Jesus Christ is the one Incarnate Word of God who gives His body, soul, and Spirit to each human person as a gift of and from the Father. Christ says, “My teaching is not Mine, but His who sent Me” (Jn 7:16), reiterating that He and His teaching are the mind and the authority of God. Catechesis is an instructional process which is wholly faithful to this divine deposit, who is the full and final Revelation of God. This definitive Revelation was handed down the generations, beginning with the twelve apostles, through a sacramental succession of bishops and ecclesial consensus of doctrine known as the twin presences of sacred Tradition and sacred Scripture, both protected by a Magisterial hierarchy: all three together transmit to man the heavenly graces of God’s own life, flowing not from human merits but through the mystical fountain of Christ’s own Body. Gradually and in stages catechesis deepens the student’s intimacy with this divine deposition, subsisting in the Catholic Church, and thus strengthens one’s relationship with Christ who is the “mediator and fullness of all Revelation” (The 1997 Catechism of the Catholic Church, 65).
The Catechism teaches that the human person responds to God’s Revelation with the profession of Faith and the “obedience of Faith” (CCC 142; Rom 1:5, 16:26). “By faith, [one] completely submits his intellect and his will to God” (CCC 143). In Faith, the human person assents to God’s revealed truth by his own free-will. Although God’s Grace leads one to this choice and assists him or her in making it, the freedom of the individual is never violated. Submission to the truth of the creed, which is the earliest form of the deposit of faith, is really freedom from sin, as Jesus said, “…the truth will make you free” (Jn 8:32). Although man believes on the authority of God Himself, and not on the authority of natural reason, his faith should always seek subsequent understanding, and by the assistance of reason imbued with love discover practical connections between heavenly mysteries and earthly life. Catechesis, therefore, must call the catechized to the assent of faith in Revelation in order that he or she be able to reason rightly. The complementary relationship between specific objective truths of doctrine and the highly personal providence of God is discovered only through a faith sincerely lived. When reason is in obedience to Revelation, it speaks in conversation with Christ about the intricacies of Divine Love. In catechesis, the Mystery of Christ Himself is the alpha and omega point to which every detail of theological analysis refers and returns.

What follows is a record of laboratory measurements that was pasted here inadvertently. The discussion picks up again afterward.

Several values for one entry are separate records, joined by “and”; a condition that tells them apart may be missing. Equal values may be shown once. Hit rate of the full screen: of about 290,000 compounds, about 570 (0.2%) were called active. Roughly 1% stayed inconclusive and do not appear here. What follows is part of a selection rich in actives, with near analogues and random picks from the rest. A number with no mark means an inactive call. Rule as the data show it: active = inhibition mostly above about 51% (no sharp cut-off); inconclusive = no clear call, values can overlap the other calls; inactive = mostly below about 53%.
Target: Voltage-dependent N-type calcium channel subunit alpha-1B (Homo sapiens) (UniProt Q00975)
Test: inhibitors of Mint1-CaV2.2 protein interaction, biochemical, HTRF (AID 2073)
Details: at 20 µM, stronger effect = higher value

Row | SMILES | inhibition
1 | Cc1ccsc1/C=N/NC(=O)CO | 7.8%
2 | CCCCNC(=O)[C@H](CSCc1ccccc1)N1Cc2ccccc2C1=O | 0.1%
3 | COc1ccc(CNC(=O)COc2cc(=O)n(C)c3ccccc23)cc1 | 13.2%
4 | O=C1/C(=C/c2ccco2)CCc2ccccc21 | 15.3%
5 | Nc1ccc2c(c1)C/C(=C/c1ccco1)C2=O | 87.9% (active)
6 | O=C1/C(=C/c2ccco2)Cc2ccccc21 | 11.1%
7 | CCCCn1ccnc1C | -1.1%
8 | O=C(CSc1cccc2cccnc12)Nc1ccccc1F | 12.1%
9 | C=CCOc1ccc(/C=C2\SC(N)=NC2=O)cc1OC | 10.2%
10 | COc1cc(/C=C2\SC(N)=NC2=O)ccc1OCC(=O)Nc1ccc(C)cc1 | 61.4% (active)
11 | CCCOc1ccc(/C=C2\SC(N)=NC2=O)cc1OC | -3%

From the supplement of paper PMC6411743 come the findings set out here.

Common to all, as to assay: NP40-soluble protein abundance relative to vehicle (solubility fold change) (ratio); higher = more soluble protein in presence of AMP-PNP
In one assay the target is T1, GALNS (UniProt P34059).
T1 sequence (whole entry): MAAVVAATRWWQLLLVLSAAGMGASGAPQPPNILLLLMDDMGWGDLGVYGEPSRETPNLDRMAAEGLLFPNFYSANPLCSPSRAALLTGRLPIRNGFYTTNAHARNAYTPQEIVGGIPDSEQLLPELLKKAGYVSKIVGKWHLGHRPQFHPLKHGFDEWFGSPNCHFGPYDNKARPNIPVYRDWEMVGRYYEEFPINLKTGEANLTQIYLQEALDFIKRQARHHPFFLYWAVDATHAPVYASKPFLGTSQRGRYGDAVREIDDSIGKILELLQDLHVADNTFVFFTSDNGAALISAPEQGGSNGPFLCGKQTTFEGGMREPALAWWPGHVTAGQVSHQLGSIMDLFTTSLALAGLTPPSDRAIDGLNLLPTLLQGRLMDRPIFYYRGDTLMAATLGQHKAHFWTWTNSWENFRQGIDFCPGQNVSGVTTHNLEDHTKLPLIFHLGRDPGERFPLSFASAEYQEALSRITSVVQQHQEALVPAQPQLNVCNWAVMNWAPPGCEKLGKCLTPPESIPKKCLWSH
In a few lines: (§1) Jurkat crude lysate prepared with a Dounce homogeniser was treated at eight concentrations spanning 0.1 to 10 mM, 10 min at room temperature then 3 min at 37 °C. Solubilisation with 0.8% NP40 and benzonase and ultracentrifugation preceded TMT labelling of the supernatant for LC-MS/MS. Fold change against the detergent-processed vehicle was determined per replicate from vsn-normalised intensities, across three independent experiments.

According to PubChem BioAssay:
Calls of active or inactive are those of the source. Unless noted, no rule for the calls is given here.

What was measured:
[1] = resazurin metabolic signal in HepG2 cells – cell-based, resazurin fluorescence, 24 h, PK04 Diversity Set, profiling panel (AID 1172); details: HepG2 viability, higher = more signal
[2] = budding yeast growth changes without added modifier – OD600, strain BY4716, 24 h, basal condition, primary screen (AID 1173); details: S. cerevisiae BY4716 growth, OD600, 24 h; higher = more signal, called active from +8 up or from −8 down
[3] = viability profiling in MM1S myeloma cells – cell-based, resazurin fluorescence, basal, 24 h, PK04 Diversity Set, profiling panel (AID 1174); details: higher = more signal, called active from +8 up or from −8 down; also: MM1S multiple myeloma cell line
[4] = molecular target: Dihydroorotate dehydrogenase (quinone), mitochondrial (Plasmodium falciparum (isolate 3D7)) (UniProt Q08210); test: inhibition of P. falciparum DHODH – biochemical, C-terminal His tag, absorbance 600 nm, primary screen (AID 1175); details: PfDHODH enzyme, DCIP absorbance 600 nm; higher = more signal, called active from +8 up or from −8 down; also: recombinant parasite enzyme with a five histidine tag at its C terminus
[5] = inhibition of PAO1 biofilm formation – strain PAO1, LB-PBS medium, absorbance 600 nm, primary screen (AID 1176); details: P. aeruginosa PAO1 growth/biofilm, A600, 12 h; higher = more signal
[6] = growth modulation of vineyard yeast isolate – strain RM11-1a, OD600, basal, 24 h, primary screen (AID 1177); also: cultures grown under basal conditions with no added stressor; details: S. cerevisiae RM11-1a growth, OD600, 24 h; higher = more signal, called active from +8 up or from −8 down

In the liturgy of the Church, humankind celebrates the Paschal Mystery whereby Christ achieved human salvation through His passion, death, resurrection and ascension in hypostatic union with human nature. “Dying he destroyed our death, rising he restored our life” (CCC 1067). Through the liturgy the Christian participates in God’s work of redemption by uniting himself to Christ’s Priesthood. The liturgy is the visible sign of God’s communion with humanity and the inner ‘temple’ of the Holy Spirit. Because “the sacraments are ‘powers that come forth’ from the Body of Christ” as efficacious signs of God’s Grace in the world, catechesis draws from and points to this worship (CCC 1116; Lk 5:17, 6:19, 8:46). “Catechesis is intrinsically linked with the whole of liturgical and sacramental activity, for it is in the sacraments, especially in the Eucharist, that Christ Jesus works in fullness for the transformation of human beings (CT 23).” In the liturgy, Christ continues to preach the saving Gospel through his written word and to offer his very life through the food of His flesh. “Liturgy is the privileged place for catechizing the people of God” (CCC 1074). Liturgical catechesis both initiates the ‘marriage’ and strengthens the union between the God-man and his beloved Church, until the day when the saved see the Father as he is, face to face (1 Cor 13:8; 1 Jn 3:2).
God the Father sends Jesus Christ to give mankind the Life of His Spirit. The catechist, who is always also an evangelist, must proclaim God’s Word not only through teaching, but by the testimony of his or her own Life in the Spirit, for the aim of Catechesis is understanding and conversion. The fruits of living in the Spirit are the Christian virtues. “Catechesis has to reveal in all clarity the joy and the demands of the way of Christ” (CCC 1697): “Realities such as man’s activity for his integral liberation, the search for a society with greater solidarity and fraternity, the fight for justice and the building of peace” (CT 29). Every person is called to the vocation of holiness. Within catechesis, moral education and formation are of utmost importance. The cultivation of holy habits, in thought and action, builds a pure vessel between souls to communicate Christ’s Spirit of Charity, who is able to work in hearts according to their holiness and sanctification (never based in human merit alone). In this way, the Spirit labors through free persons to unite all the Father’s children in Christ’s Body, that is, Love Incarnate. “The first and last point of reference in this catechesis will always be Jesus Christ Himself, who is ‘the way, and the truth, and the life’” (CCC 1698; Jn 14:6).